GameStop, Sears may be profitable shorts

By thinking in terms of obsolescence, investors can make short selling work.

By Oct 3, 2012 12:22PM
Image Stocks circled in newspaper copyright Digital Vision Getty ImagesBy Chris Stuart 

As investors, we are taught from the beginning that in order to make money, we must buy a stock and watch it grow. How many times have we heard that XX dollars invested in Apple (AAPL) 10 years ago would have led to your early retirement?  

It's an easy idea for our brains to process -- especially if we follow in the steps of famous investors such as Peter Lynch, who once said that he would never invest in any idea he couldn't illustrate with a crayon.  

But short-selling, on the other hand, is often seen as a scary endeavor, especially for those who grew up thinking that buy and hold is the only way to put money to work. 

However, while not for everyone, shorting can be an extremely profitable venture. One way of thinking when looking for stocks to short revolves around "obsolescence."  As a refresher, I've copied the definition below:

Obsolescence is the state of being which occurs when an object, service, or practice is no longer wanted even though it may still be in good working order.

If we can think in terms of obsolescence, and use that same Peter Lynch methodology with the crayon -- or his other famous motto: "If you like the store, chances are you'll love the stock" -- we can increase our chances of identifying a profitable short.

Thinking in terms of obsolescence can be powerful yet difficult. It's not easy to envision what industry group or product might not exist in the next few years.

Looking back, had we predicted the demise of the physical book, the DVD, or the big-box electronics store, we could have made a fortune shorting the likes of Borders, Blockbuster, or Circuit City.

But how do we go about finding the next "obsolete" stock?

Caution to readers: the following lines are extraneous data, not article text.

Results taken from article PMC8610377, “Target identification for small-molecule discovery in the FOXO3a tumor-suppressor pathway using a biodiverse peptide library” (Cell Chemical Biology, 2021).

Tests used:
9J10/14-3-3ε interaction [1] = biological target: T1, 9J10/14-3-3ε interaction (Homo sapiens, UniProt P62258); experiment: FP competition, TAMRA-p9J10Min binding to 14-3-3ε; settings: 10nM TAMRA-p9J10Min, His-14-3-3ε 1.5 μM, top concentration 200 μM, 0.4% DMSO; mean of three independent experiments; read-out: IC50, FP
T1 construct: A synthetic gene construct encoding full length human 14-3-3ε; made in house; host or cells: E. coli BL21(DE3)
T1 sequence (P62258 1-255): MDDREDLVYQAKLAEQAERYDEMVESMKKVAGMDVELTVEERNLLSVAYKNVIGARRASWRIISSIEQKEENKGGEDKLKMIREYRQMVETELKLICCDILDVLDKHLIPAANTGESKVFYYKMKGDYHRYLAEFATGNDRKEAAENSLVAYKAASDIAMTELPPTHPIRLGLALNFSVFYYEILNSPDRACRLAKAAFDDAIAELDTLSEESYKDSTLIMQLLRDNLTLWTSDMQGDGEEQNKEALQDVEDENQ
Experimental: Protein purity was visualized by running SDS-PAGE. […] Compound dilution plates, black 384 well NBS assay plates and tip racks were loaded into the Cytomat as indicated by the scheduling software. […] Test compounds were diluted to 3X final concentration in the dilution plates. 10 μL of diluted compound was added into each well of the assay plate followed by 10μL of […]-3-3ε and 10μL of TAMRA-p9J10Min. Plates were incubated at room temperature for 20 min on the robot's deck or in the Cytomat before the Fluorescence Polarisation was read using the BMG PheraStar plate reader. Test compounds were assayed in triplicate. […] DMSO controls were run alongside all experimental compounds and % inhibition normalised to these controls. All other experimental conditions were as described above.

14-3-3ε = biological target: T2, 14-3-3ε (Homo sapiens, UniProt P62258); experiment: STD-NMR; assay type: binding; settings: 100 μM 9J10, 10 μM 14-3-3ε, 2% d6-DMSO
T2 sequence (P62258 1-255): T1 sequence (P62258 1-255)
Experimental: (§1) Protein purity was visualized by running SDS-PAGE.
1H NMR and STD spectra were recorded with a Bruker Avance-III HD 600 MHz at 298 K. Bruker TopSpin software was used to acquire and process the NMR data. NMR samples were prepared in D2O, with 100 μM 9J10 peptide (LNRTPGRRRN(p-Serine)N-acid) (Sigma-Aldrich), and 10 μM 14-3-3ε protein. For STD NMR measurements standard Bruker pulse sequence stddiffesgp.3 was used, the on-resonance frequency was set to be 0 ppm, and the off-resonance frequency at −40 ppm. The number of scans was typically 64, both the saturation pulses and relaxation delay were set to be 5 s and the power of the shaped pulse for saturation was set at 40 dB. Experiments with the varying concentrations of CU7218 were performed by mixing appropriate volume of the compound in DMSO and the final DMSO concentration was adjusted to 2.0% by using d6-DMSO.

It's not an easy task. But, if we think long and hard enough, it can be done. Use the Peter Lynch principles. Visit the mall. What stores or segments seem to have no traffic? What products in your life did you use in the past, yet no longer find the need to purchase -- due to something better taking its place and technological innovation (like the Amazon (AMZN) Kindle versus the book)?

We can get an idea of what the majority thinks by looking at the short interest levels.  Some of the most heavily shorted stocks are the ones expected to become obsolete in the near future. GameStop (GME), for example, is often compared to Blockbuster; the question -- can a retail brick-and-mortar video-game store survive in an age when a larger and larger percentage of video games are now downloaded to a console? Gamestop has done a good job of managing its situation, shifting into online gaming and turning many stores into Apple/Android (GOOG) tablet resellers. But it remains to be seen if the company can fight what appears to be a long-term shift away from its core business of physical video games.

Another heavily shorted stock which investors believe might someday become obsolete is Sears Holdings (SHLD). Sears, one of the early department store innovators, has become the dinosaur of the retail space as competitors such as Target (TGT) have provided a fresh and exciting shopping experience. As Sears works to sell off assets and cut down debt, the overall consensus is that it might be too late. 

So put on your Nostradamus hat and ask yourself: What might be the next stock to become obsolete?   

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